I'm currently looking into some data that was produced by an MC simulation I wrote - I expect the values to be normally distributed. Naturally I plotted a histogram and it looks reasonable (I guess?):
[Top left: histogram with
dist.pdf(), top right: cumulative histogram with
dist.cdf(), bottom: QQ-plot,
Then I decided to take a deeper look into this with some statistical tests. (Note that
dist = stats.norm(loc=np.mean(data), scale=np.std(data)).) What I did and the output I got was the following:
scipy.stats.kstest(data, 'norm', args=(data_avg, data_sig)) KstestResult(statistic=0.050096921447209564, pvalue=0.20206939857573536)
scipy.stats.shapiro(dat) (0.9810476899147034, 1.3054057490080595e-05) # where the first value is the test statistic and the second one is the p-value.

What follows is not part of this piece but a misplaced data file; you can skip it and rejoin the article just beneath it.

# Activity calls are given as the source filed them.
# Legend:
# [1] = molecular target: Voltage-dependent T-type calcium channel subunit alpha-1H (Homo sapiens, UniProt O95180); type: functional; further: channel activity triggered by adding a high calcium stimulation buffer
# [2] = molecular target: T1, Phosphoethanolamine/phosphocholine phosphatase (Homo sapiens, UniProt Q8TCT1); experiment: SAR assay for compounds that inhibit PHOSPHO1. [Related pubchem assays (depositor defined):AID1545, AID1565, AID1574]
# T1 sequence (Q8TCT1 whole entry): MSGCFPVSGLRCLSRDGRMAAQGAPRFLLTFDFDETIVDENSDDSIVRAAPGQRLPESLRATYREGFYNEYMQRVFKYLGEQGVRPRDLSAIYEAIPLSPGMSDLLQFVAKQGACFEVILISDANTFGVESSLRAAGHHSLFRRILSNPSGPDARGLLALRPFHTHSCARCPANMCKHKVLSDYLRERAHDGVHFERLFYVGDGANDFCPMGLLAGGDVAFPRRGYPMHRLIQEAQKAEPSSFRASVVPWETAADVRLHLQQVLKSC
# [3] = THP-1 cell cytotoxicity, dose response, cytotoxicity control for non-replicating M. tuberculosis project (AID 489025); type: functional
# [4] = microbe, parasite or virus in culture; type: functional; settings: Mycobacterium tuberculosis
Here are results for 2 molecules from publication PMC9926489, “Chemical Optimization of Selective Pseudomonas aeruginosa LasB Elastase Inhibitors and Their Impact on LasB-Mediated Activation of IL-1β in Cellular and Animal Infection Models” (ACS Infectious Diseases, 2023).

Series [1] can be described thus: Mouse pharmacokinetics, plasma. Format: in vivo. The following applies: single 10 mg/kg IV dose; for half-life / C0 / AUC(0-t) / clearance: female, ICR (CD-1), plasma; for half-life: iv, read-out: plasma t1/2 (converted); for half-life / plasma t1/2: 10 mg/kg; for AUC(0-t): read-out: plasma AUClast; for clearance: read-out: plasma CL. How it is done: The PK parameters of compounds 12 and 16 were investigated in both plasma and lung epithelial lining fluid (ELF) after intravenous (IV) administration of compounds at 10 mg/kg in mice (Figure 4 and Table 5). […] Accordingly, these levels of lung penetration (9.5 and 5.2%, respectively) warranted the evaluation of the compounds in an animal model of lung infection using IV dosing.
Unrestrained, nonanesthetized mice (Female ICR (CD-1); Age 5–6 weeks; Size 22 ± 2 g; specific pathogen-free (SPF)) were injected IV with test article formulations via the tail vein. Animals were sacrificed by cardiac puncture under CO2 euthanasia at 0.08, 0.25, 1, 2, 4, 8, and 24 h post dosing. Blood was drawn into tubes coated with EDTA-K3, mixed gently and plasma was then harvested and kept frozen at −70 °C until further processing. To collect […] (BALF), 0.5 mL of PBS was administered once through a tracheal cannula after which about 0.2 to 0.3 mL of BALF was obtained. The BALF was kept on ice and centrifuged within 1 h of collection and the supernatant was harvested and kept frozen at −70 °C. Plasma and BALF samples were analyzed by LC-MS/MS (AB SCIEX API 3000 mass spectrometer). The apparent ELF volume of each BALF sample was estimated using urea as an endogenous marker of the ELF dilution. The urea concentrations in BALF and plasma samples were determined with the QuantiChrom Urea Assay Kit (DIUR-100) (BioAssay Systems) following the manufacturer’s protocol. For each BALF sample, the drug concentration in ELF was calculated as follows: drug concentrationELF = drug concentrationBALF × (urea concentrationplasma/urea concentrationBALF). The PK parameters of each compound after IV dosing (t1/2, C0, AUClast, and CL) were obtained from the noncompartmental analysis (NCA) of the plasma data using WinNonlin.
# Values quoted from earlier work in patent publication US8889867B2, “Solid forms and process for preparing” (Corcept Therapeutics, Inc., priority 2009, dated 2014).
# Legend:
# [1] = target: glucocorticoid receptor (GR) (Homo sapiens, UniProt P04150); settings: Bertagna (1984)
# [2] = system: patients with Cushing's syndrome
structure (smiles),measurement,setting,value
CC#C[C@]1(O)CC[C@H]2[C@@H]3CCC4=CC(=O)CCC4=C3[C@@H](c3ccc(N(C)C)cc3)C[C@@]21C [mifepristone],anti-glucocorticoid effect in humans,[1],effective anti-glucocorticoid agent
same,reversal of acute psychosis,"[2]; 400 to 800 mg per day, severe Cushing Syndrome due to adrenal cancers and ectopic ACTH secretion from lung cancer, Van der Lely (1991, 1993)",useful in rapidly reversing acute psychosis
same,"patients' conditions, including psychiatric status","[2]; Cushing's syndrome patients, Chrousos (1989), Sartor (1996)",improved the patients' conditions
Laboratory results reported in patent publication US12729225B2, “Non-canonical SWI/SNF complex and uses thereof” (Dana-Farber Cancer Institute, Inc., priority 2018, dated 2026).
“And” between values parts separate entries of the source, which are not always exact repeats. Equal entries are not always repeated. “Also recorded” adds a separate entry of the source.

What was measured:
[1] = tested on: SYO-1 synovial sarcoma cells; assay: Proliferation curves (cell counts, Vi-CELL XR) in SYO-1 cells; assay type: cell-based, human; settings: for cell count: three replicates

My conclusions from this would be:
by looking at the histogram and the cumulative histogram, I would definitely assume a normal distribution
same holds after looking at the QQ plot (does it ever get much better?)
the KS test says: 'yes this is a normal distribution'
My confusion is: the SW test says it is not normally distributed (p-value much smaller than significance
alpha=0.05, and the initial hypothesis was a normal distribution). I don't understand this, does anyone have a better interpretation? Did I screw up at some point?
argsargument to reveal whether the parameters were derived from the data or not. The documentation is not clear, but its lack of any mention of these distinctions strongly suggests it is not performing the Lilliefors test. That test is described, with a code example, at stackoverflow.com/a/22135929/844723. $\endgroup$